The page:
Candle making step-by-step guide

Candles have been used in houses for many centuries around the globe. Before electricity, candles were an essential part of heating homes during winter nights and the evenings. Today, candles are more in demand than ever. They can be used for decorating your home and other practical purposes.

What are the benefits to lighting candles in your house? These are some of them:


It is essential to prepare your space before you begin making candles. It can be messy, time-consuming and frustrating but by using a candle making kit, it becomes easier and interesting. To work on a flat surface, you will need a smooth surface. It might take longer than expected.

TIP: Fill your container half full with water. Then, use a measuring cup to measure the remaining water. Your container will contain approximately the same amount of wax, but you’ll need 20% to subtract it.

Melting the wax

Now pour the measured wax into a large saucepan. The wax should be heated until it reaches 70°C. Gently stir the mixture. To melt the wax, heat it to 80° Celsius. Melting takes about 10 to 15 minutes. We used a glass bowl for melting in the pan with half of the water.

Wear your glasses everywhere

Your candle glasses can be washed in warm, soapy water while the wax melts. Stick the safety label from your candle to your glasses. Place your candles on a flat surface.

Prepare the wicks

Stick the stick ums at the bottom of the wick before placing it in the middle.

You could also attach your wick with candle making. Place the sustainer in the melting butter, and then place it in the middle of the glass. Allow the wax to harden the structure.

Colour Adding

Once your wax reaches 70 degrees Celsius, take out your bag of colourable candles and add it to the molten candle wax. Mix until the colour dissolves, then spread it evenly. Use 0.2% dye. A 10g bag will colour 5kg of paraffin. Vegetable waxes may require higher loading. You can also use liquid candle dye to get the colour you want.

Adding fragrance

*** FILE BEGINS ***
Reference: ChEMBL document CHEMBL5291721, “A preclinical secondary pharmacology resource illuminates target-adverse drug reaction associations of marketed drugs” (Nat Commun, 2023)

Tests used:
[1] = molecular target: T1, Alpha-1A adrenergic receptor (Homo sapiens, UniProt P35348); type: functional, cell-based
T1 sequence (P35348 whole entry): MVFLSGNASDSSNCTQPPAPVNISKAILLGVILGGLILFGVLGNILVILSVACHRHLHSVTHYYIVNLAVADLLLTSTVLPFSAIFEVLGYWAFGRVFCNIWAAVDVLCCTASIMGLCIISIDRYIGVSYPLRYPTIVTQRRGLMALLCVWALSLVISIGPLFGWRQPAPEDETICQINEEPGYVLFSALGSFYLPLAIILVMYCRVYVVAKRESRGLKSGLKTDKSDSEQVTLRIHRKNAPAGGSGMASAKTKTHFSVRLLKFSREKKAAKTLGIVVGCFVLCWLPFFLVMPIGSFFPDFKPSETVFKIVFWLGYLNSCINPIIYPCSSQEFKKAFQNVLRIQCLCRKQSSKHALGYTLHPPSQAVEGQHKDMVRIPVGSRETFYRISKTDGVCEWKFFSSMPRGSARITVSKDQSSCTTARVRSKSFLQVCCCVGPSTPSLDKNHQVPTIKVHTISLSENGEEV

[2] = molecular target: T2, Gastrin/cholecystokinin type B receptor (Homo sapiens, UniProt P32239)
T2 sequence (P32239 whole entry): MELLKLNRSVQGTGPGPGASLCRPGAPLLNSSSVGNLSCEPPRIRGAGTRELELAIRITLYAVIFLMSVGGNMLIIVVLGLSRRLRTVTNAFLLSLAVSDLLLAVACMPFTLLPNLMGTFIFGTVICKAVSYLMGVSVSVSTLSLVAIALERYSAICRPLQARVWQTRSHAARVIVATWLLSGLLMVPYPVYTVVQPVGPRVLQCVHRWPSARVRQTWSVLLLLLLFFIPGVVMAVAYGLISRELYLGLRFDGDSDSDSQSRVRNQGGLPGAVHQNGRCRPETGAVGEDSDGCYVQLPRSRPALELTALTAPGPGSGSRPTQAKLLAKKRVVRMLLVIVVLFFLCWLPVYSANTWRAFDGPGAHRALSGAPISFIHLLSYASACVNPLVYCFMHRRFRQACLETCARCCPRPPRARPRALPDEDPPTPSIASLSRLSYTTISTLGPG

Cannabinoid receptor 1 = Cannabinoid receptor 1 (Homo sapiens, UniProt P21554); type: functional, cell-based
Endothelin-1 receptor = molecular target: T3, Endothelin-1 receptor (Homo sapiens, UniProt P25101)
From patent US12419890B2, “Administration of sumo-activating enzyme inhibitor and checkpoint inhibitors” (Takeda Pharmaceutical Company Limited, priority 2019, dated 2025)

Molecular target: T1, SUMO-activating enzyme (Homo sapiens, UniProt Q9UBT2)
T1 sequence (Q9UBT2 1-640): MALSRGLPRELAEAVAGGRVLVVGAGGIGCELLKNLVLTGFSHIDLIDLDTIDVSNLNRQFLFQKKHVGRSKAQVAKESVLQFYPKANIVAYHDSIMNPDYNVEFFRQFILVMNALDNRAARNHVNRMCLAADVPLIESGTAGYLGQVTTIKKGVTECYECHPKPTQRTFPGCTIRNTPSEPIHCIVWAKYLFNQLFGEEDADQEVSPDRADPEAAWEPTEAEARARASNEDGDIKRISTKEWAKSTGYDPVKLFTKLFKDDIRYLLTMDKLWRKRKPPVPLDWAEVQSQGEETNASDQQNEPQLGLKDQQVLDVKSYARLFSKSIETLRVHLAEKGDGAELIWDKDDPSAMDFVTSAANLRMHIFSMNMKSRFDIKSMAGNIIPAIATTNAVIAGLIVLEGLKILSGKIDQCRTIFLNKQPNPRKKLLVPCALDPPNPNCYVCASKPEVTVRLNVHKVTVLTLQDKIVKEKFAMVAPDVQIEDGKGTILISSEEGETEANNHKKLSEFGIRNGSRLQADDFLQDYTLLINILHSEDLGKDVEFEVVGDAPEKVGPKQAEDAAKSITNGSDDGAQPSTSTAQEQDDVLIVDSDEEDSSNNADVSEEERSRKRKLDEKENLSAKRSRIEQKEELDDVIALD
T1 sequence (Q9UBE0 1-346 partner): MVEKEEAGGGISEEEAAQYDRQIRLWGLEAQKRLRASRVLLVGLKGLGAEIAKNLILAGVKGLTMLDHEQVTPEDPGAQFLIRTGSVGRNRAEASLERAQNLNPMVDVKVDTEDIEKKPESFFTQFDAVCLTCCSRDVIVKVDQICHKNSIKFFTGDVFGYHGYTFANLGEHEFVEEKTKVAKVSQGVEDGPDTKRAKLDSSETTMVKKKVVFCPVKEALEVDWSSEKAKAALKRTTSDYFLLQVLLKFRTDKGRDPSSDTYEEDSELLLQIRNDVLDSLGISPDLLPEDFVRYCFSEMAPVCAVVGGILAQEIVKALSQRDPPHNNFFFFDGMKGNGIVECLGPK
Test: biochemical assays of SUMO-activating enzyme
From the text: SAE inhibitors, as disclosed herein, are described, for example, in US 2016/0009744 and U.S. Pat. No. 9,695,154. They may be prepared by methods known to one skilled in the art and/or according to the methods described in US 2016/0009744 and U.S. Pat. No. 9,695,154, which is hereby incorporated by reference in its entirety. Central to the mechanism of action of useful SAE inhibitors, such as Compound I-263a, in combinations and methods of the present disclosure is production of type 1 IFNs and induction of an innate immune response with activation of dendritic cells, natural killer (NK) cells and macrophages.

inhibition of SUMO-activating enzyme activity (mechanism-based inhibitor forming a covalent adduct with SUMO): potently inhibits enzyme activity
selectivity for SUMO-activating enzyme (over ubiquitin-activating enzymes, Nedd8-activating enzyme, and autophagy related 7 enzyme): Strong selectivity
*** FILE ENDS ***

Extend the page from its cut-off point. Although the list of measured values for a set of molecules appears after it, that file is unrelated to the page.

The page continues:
Once the dye has been dissolved completely, turn off the heat. Keep checking the temperature until it reaches 65°C. Once the wax reaches 65°C, crack open your perfume bottle and pour it in. Gently stir the wax as you pour the fragrance. Use up to 10% fragrance oil. 500ml will scent five kilograms of wax


After all ingredients have been well combined, and the wax temperature is 65°C, you are ready to pour it. The molten wax should be removed from the container. Pour it into a pouring cup. Slowly pour the wax in your candle glasses, leaving a 1 cm space between the top of the glass and the bottom. If necessary, place your wick in a central part of the candle glass. Then, move it to the sides. Pour your wax slowly into the glasses to avoid making air bubbles. Pour any remaining wax back into the heating container. You may need it later.


A wick centering tool can be used to ensure that your wicks remain straight and horizontal. The wax will shrink naturally as it cools. However, this can lead to a sinkhole in your candle’s middle. Don’t panic! Let the candles cool to room temperature. This should take about 20-30 minutes.

Repour (Optional)

Don’t panic if your candle wax has sunk on surfaces. Heat the wax to 65°C. Then, melt the wax and pour it into a container. Once the wax is melted, pour it into your sinkholes. Repeat the process several times to achieve a flat surface.

Get rid of the wick

Allow the candles to dry for at least one night. Then, trim the length of your wick. The candle is now ready to go. Congratulations, you’ve made your first candle.

This guide to candle making is for beginners. Variations in fragrances or waxes can have an effect on the final product. Some candles might not work for some people.

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